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Table 1 Studies included in the analysis

From: A systematic literature review of the clinical efficacy of repetitive transcranial magnetic stimulation (rTMS) in non-treatment resistant patients with major depressive disorder

Study Design Baseline characteristics Comparison # med trials (treatment resistance) Outcome CEBM/GRADE
Fregni F, et al. Inter Jrl Neuropsychophar. 2006 [24] Pooled data from 6 clinical trials – retrospective analysis Countries: Canada (N = 25 patients), US (N = 60), Austria (N = 29), Brazil (N = 21) 153 patients; Age = 51.1 ± 15.1; M/F = 63/90 ≥2 medication trials defined as refractory (medication resistant). Treatment refractoriness was a significant predictor of clinical response to rTMS (P < 0.0001); use of Model 3 excluded Tel Aviv patients (N = 42) due to only one failed medication trial. Therefore 195–42 = 153 patients included in the analysis. 1c/B
Brakemeier E-L, et al. Jrl. Psych Res. 2007 [30] Prospective case series Country: Germany 70 patients; Age = 49.5 ± 12.5; M/F = 44/26 Comparison medication resistant (≥2 trials) (N = 51) to non-medication resistant (1 trial) (N = 19) Patients with a shorter duration of depressive episode and lower level of medication resistance showed a greater response to rTMS. 4/C
O’Reardon JP, et al. Biol Psych. 2007 [25]; Lisanby SH, et al. Neuropsychopharm. 2009 [18] Double blind multisite (23 centers) RCT 301 patients; Age = 48.3 ± 10.8; M/F = 142/159 Comparison medication resistant (≥2 trials) (N = 147) to non-medication resistant (1 trial) (N = 164) The likelihood of responding to rTMS was 4 times higher if patients had received one unsuccessful medication trial before rTMS in comparison with patients having received 2 or more unsuccessful trials (P = 0.021). Effect size in patients with one failed therapy was 0.83. Post hoc analysis performed by Lisanby. 1b/B
Countries: 20 sites US; 2 Austria; 1 Canada
Brakemeier E-L, et al. Jrl Affect Disord. 2008 [31] Prospective and retrospective case series Country: Germany 79 patients; Age = 49.1 ± 14.3; M/F = 35/43 Comparison within rTMS treatment arm medication resistant (≥2 trials) to non-medication resistant (1 trial) Non-treatment resistant patients with a short duration of episode were more likely to respond to rTMS than medication resistant (43% vs. 18%) (P = 0.023) 4/C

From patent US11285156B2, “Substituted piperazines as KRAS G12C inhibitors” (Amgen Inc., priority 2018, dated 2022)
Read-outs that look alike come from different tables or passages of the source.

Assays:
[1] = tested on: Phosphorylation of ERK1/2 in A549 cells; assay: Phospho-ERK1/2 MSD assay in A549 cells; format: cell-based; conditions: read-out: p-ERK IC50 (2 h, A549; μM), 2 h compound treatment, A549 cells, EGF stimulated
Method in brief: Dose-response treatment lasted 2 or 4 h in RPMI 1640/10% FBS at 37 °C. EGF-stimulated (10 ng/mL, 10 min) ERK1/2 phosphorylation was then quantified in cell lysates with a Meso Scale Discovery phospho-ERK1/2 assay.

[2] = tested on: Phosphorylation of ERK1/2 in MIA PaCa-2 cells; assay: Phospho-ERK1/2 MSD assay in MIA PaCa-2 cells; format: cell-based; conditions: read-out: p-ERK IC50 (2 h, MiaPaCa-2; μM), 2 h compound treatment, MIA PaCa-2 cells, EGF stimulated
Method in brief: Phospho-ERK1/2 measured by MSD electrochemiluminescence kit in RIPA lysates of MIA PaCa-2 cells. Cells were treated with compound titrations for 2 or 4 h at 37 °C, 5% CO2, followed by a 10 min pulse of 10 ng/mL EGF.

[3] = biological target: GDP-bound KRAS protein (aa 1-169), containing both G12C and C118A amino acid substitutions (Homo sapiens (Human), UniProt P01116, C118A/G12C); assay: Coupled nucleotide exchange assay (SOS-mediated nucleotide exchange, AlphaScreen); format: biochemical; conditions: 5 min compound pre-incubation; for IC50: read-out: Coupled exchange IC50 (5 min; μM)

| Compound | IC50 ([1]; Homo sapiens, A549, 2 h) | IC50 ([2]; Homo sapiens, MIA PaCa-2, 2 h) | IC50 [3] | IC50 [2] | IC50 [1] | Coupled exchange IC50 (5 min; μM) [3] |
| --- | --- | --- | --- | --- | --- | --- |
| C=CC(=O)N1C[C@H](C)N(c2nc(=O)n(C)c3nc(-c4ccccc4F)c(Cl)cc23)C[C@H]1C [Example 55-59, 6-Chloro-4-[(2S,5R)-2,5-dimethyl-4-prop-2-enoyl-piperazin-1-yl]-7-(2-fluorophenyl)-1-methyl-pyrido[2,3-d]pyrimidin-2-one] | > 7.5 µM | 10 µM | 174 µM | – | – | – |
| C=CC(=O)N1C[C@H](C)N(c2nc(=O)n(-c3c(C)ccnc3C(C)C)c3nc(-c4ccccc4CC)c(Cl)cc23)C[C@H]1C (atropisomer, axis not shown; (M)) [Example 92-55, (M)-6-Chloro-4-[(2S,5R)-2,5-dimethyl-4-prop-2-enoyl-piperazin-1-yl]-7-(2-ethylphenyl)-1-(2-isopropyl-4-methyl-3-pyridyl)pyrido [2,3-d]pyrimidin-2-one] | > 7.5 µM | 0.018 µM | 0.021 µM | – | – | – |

Cohen RB, et al. Jr. Nerv Ment Dis. 2010 [32] Single center observation study Country: Brazil 56 patients; Age = 48 ± 15; M/F = 26/30 Comparison low treatment resistance [1 trial] (n = 34) to high treatment resistance [≥2 trials] (N = 22) Low treatment resistance has a statistically significant effect (P < 0.01) on treatment outcome as measured by HDRS. 4/C
Carpenter LL, et al. Depress Anxiety. 2012 [33] Multicenter observational study Country: US 307 patients; Age = 48.6 ± 14.2; M/F = 102/205 Comparison low treatment resistance [≤1 trial] (n = 140) to high treatment resistance [≥2 trials] (N = 167) Low treatment resistance had a modest influence on treatment outcome as measured by CGI-S and PHQ-9 outcomes. No statistical difference between groups on response and remission but a higher percentage of patients having response (59.4% vs. 56.8%; CGI-S; 57.2% vs. 55.6%; PHQ-9) or remission (39.9% vs. 34.9%; CGI-S; 31.9% vs. 26%; PHQ-9)with low treatment resistance 4/C
Huang M-L, et al. Aust & NZ Jrl Psych. 2012 [26] (Note: Huang L et al., Zhejiang Da Xue Bio Yi Xue Ban. 2011 is a duplicate study [43]. However it is in Chinese so Huang M-L et al. Aust & NZ Jrl Psych 2012 used) Single center RCT Country: China Active = 28; Age = 32.8 ± 7.3; M/F = 9/19 Sham = 28; Age = 31.6 ± 7.4; M/F = 8/20 Comparison of rTMS plus citalopram (N = 28) vs. rTMS sham plus citalopram (N = 28) in first episode major depressive disorder on response and remission after 4 weeks. First 2 weeks use of rTMS (active or sham). Second two week citalopram only in both groups. Significantly greater number of early improvers (using HAMD-17) at 2 weeks with rTMS vs. sham/citalopram (P = 0.031). No difference in response (46% vs. 36%; P = 0.586) or remission (39% vs. 29%; P = 0.572) at 4 weeks. 1b/B
Wang H-N, et al. Translational Psych. 2017 [27] Single center RCT Country: China rTMS+med = 82; Age = 42.3 ± 11.4;M/F = 22/60 Med =108; Age = 40 ± 11.5; M/F = 23/85 Comparison in first episode depressed patients: rTMS (N = 91) vs. antidepressant (N = 108) vs. rTMS plus antidepressant (N = 82) over 12 months. Examination of relapse/recurrence. Relapse/recurrence at 12 months significantly lower in rTMS plus antidepressant group (20%) vs. antidepressant group (44.4%) (P = 0.033). 1b/B
Wang Y-M, et al. Psych Res. 2017 [28] Single center RCT Country: China Active = 22; Age = 28.8 ± 8.5; M/F = 12/10 Sham = 23; Age = 30.1 ± 9.5; M/F = 13/10 Comparison in treatment naïve patients rTMS plus paroxetine (N = 22) [active] to rTMS sham plus paroxetine (N = 21) [sham] Response and remission rate of [active vs. sham] 95.5% vs. 71.4 and 68.2% and 38.1% respectively. (P < 0.05) 1b/B
Yang H, et al. Jrl Psych Brain Sci. 2017 [29] Single center RCT Country: China Active =41 patients; Age = 35.5 ± 12; M/F = 17/24 Sham = 41 patients; Age = 35.4 ± 12.1; M/F = 15/25 Comparison in treatment naïve patients rTMS plus escitalopram (N = 41) [active] to rTMS sham plus escitalopram (N = 41) [sham] Active rTMS plus escitalopram significantly more effective (≥50% reduction in HAMD-17 score) (N = 36) than sham (N = 17) at 4 weeks (P < 0.05) 1b/B